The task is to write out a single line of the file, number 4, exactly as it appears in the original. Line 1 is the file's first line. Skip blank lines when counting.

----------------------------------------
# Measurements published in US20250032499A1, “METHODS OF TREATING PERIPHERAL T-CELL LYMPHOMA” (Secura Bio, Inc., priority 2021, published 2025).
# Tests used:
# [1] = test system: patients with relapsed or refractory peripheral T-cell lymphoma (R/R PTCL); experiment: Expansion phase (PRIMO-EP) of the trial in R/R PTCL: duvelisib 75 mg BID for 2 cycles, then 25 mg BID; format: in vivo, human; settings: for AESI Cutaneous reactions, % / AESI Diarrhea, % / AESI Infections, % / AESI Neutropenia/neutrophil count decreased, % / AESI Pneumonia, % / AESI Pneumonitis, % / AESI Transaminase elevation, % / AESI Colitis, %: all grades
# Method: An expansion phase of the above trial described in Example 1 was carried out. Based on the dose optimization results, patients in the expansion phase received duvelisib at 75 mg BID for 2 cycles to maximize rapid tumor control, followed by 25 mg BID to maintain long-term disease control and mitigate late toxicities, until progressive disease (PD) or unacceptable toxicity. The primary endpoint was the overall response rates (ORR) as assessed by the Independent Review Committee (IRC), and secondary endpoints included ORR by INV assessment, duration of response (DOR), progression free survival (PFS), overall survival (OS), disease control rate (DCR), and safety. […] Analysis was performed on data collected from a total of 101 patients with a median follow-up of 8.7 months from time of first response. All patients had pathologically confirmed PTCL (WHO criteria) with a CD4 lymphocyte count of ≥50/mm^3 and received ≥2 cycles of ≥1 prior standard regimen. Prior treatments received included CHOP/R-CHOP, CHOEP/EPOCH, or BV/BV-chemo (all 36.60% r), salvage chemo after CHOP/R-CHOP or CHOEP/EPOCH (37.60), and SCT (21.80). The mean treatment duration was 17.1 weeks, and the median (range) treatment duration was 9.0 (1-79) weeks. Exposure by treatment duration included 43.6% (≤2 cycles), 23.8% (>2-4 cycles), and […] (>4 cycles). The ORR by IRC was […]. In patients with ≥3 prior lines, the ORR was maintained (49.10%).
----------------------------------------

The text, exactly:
# Method: An expansion phase of the above trial described in Example 1 was carried out. Based on the dose optimization results, patients in the expansion phase received duvelisib at 75 mg BID for 2 cycles to maximize rapid tumor control, followed by 25 mg BID to maintain long-term disease control and mitigate late toxicities, until progressive disease (PD) or unacceptable toxicity. The primary endpoint was the overall response rates (ORR) as assessed by the Independent Review Committee (IRC), and secondary endpoints included ORR by INV assessment, duration of response (DOR), progression free survival (PFS), overall survival (OS), disease control rate (DCR), and safety. […] Analysis was performed on data collected from a total of 101 patients with a median follow-up of 8.7 months from time of first response. All patients had pathologically confirmed PTCL (WHO criteria) with a CD4 lymphocyte count of ≥50/mm^3 and received ≥2 cycles of ≥1 prior standard regimen. Prior treatments received included CHOP/R-CHOP, CHOEP/EPOCH, or BV/BV-chemo (all 36.60% r), salvage chemo after CHOP/R-CHOP or CHOEP/EPOCH (37.60), and SCT (21.80). The mean treatment duration was 17.1 weeks, and the median (range) treatment duration was 9.0 (1-79) weeks. Exposure by treatment duration included 43.6% (≤2 cycles), 23.8% (>2-4 cycles), and […] (>4 cycles). The ORR by IRC was […]. In patients with ≥3 prior lines, the ORR was maintained (49.10%).